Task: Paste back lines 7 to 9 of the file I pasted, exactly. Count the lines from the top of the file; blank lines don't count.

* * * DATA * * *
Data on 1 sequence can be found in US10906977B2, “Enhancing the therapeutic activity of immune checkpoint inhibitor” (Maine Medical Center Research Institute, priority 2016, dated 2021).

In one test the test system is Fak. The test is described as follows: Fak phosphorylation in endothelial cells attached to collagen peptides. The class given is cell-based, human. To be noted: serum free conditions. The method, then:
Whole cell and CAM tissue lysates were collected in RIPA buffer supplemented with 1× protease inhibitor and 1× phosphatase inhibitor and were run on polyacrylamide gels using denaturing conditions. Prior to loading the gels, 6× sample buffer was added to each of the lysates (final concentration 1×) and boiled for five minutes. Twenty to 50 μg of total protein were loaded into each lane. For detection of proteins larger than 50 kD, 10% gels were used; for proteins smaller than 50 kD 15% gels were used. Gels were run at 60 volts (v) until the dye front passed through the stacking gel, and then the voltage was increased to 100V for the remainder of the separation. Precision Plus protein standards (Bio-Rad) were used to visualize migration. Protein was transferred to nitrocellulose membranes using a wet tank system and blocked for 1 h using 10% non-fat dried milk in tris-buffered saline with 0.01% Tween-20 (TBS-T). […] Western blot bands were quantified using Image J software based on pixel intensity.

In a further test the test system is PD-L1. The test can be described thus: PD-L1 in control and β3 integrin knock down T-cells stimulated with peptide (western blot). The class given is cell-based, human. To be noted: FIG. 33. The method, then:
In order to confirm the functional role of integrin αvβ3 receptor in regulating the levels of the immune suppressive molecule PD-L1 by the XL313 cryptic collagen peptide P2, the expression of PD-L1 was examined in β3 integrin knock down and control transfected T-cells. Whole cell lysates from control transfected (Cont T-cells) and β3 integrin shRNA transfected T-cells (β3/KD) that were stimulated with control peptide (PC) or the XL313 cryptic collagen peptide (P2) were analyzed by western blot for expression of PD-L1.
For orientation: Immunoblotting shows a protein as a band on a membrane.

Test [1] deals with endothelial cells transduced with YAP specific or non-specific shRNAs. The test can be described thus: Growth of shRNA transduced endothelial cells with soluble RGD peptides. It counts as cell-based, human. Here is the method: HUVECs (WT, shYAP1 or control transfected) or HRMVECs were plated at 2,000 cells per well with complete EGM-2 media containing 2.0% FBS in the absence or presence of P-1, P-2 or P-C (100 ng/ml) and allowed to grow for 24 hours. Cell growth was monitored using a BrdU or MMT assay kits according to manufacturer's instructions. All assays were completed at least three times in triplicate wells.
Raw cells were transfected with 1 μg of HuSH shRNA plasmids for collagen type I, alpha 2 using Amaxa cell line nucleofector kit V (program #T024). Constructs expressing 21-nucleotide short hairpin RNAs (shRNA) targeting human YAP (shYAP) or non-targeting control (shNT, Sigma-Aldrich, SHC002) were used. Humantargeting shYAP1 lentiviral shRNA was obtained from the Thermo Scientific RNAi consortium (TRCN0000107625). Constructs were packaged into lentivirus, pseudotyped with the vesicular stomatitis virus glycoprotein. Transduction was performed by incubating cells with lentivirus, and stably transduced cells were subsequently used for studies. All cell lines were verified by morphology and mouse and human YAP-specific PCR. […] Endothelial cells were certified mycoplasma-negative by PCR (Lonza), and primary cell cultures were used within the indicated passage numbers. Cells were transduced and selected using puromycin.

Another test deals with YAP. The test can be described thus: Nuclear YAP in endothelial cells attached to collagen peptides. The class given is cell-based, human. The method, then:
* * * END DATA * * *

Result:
Test [1] deals with endothelial cells transduced with YAP specific or non-specific shRNAs. The test can be described thus: Growth of shRNA transduced endothelial cells with soluble RGD peptides. It counts as cell-based, human. Here is the method: HUVECs (WT, shYAP1 or control transfected) or HRMVECs were plated at 2,000 cells per well with complete EGM-2 media containing 2.0% FBS in the absence or presence of P-1, P-2 or P-C (100 ng/ml) and allowed to grow for 24 hours. Cell growth was monitored using a BrdU or MMT assay kits according to manufacturer's instructions. All assays were completed at least three times in triplicate wells.
Raw cells were transfected with 1 μg of HuSH shRNA plasmids for collagen type I, alpha 2 using Amaxa cell line nucleofector kit V (program #T024). Constructs expressing 21-nucleotide short hairpin RNAs (shRNA) targeting human YAP (shYAP) or non-targeting control (shNT, Sigma-Aldrich, SHC002) were used. Humantargeting shYAP1 lentiviral shRNA was obtained from the Thermo Scientific RNAi consortium (TRCN0000107625). Constructs were packaged into lentivirus, pseudotyped with the vesicular stomatitis virus glycoprotein. Transduction was performed by incubating cells with lentivirus, and stably transduced cells were subsequently used for studies. All cell lines were verified by morphology and mouse and human YAP-specific PCR. […] Endothelial cells were certified mycoplasma-negative by PCR (Lonza), and primary cell cultures were used within the indicated passage numbers. Cells were transduced and selected using puromycin.

Another test deals with YAP. The test can be described thus: Nuclear YAP in endothelial cells attached to collagen peptides. The class given is cell-based, human. The method, then: